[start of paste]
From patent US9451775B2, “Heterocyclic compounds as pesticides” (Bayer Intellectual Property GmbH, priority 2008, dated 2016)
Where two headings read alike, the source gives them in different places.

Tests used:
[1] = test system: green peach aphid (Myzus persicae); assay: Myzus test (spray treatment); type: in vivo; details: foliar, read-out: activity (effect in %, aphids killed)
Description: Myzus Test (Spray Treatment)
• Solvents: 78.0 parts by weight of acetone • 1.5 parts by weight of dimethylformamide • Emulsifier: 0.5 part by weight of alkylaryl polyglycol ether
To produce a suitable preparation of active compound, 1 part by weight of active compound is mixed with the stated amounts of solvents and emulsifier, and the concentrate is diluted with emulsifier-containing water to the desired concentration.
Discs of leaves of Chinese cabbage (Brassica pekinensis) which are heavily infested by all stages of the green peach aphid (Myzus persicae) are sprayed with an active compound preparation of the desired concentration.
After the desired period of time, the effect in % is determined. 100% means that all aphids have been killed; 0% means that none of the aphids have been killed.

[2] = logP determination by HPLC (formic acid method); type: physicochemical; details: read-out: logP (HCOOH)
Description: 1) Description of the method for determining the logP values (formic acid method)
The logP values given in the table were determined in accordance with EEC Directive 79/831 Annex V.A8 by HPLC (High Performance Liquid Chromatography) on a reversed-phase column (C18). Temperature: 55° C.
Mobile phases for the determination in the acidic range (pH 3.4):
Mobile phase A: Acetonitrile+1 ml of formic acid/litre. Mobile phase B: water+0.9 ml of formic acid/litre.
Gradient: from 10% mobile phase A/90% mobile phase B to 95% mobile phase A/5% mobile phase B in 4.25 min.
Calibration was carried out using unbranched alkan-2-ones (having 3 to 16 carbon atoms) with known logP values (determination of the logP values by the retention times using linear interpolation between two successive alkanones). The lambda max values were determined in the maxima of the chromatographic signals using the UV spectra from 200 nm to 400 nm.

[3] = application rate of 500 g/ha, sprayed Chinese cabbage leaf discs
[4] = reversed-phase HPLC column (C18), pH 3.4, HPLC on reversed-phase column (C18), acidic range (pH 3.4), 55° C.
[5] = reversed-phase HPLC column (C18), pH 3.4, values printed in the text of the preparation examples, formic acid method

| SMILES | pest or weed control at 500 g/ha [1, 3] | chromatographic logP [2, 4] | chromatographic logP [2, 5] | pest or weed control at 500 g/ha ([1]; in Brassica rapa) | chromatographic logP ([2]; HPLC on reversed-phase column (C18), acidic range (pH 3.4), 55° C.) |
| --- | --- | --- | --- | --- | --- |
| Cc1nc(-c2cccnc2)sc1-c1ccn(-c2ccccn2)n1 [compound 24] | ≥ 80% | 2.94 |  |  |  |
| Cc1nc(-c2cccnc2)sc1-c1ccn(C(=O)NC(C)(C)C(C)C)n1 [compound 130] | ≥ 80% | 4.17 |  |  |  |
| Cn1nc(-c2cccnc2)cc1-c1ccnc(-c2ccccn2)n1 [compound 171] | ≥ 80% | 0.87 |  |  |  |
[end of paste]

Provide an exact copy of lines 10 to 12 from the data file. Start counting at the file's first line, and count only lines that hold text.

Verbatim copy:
[2] = logP determination by HPLC (formic acid method); type: physicochemical; details: read-out: logP (HCOOH)
Description: 1) Description of the method for determining the logP values (formic acid method)
The logP values given in the table were determined in accordance with EEC Directive 79/831 Annex V.A8 by HPLC (High Performance Liquid Chromatography) on a reversed-phase column (C18). Temperature: 55° C.